Do Large, Diversified Banking Organizations Have Competitive Advantages?

Do Large, Diversified Banking Organizations Have Competitive Advantages? The issue of whether large, geographically diversifiedbanking organizations (LDBs) have net competitiveadvantages, over smaller banks, that benefit retailcustomers in individual local markets has importantimplications for antitrust policy and the viability ofsmaller banks. If LDBs possess net advantages, thenlarge banks may be considered an extra-competitiveforce in the antitrust analysis of proposed bankmergers and the future viability of small banks mightbe doubtful. The results of this paper, however, donot support the view that LDBs have net competitiveadvantages. LDBs generally had difficultymaintaining, much less increasing, their depositshares from 1990 to 1996 in markets in which they madeno acquisitions. The analysis also indicates thatmarket share changes experienced by LDBs vary with anumber of LDB and market characteristics. http://www.deepdyve.com/assets/images/DeepDyve-Logo-lg.png Review of Industrial Organization Springer Journals

Do Large, Diversified Banking Organizations Have Competitive Advantages?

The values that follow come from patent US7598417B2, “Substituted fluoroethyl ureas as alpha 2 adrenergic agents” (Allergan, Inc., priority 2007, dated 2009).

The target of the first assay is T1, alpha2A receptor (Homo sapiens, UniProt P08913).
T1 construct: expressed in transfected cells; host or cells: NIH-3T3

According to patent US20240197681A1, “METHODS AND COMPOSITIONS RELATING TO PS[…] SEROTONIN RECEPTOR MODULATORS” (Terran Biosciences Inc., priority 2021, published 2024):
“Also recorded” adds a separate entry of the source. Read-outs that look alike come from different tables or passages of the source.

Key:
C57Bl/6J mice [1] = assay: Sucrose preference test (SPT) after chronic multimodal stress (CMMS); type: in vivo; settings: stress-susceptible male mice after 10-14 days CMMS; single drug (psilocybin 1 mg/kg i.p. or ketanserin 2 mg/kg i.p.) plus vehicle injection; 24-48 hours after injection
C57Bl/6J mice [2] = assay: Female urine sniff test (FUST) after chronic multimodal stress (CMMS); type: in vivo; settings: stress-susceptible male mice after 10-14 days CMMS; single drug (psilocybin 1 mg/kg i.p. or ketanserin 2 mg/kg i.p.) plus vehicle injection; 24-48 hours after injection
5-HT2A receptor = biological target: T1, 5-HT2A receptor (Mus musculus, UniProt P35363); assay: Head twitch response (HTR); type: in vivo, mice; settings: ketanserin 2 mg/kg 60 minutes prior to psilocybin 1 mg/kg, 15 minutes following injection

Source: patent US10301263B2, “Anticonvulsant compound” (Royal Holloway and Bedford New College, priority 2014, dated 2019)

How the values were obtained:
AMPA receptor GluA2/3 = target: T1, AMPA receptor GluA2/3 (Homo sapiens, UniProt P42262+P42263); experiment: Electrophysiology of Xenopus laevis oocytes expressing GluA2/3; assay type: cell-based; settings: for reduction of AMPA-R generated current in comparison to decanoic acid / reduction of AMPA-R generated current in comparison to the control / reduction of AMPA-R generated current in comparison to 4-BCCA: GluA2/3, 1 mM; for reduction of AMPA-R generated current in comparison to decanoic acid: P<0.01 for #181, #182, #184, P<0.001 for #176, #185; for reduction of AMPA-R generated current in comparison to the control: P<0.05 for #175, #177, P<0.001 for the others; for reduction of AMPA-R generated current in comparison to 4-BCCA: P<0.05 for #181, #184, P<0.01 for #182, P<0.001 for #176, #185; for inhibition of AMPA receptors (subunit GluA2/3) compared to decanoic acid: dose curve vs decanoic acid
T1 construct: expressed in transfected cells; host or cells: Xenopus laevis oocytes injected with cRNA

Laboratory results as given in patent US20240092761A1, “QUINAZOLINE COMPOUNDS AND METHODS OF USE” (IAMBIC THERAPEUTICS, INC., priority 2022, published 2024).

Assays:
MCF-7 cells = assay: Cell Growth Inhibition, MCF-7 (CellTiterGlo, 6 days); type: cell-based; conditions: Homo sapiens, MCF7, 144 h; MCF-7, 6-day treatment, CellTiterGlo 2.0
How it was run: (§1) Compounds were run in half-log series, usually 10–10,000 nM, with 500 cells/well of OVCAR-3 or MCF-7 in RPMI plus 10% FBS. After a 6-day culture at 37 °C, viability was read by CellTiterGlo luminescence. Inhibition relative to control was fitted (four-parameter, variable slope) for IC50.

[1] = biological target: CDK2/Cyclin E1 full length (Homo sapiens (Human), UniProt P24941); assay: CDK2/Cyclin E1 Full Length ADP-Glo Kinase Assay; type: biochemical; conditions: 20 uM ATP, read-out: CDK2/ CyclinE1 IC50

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Publisher
Kluwer Academic Publishers
Copyright
Copyright © 2000 by Kluwer Academic Publishers
Subject
Economics; Industrial Organization; Microeconomics
ISSN
0889-938X
eISSN
1573-7160
D.O.I.
10.1023/A:1007805424725
Publisher site
See Article on Publisher Site

Abstract

The issue of whether large, geographically diversifiedbanking organizations (LDBs) have net competitiveadvantages, over smaller banks, that benefit retailcustomers in individual local markets has importantimplications for antitrust policy and the viability ofsmaller banks. If LDBs possess net advantages, thenlarge banks may be considered an extra-competitiveforce in the antitrust analysis of proposed bankmergers and the future viability of small banks mightbe doubtful. The results of this paper, however, donot support the view that LDBs have net competitiveadvantages. LDBs generally had difficultymaintaining, much less increasing, their depositshares from 1990 to 1996 in markets in which they madeno acquisitions. The analysis also indicates thatmarket share changes experienced by LDBs vary with anumber of LDB and market characteristics.

Journal

Review of Industrial OrganizationSpringer Journals

Published: Oct 16, 2004

References

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